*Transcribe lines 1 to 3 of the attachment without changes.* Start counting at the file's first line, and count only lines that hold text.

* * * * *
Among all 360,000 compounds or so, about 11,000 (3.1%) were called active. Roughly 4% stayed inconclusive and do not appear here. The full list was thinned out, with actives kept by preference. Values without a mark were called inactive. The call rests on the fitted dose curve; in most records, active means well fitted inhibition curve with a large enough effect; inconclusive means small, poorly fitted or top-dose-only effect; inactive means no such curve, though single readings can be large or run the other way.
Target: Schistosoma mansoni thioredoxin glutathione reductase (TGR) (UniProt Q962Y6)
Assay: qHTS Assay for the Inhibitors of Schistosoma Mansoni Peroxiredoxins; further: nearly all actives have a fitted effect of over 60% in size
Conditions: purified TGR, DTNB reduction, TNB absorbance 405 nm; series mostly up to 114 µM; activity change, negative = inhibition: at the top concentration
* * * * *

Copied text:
Among all 360,000 compounds or so, about 11,000 (3.1%) were called active. Roughly 4% stayed inconclusive and do not appear here. The full list was thinned out, with actives kept by preference. Values without a mark were called inactive. The call rests on the fitted dose curve; in most records, active means well fitted inhibition curve with a large enough effect; inconclusive means small, poorly fitted or top-dose-only effect; inactive means no such curve, though single readings can be large or run the other way.
Target: Schistosoma mansoni thioredoxin glutathione reductase (TGR) (UniProt Q962Y6)
Assay: qHTS Assay for the Inhibitors of Schistosoma Mansoni Peroxiredoxins; further: nearly all actives have a fitted effect of over 60% in size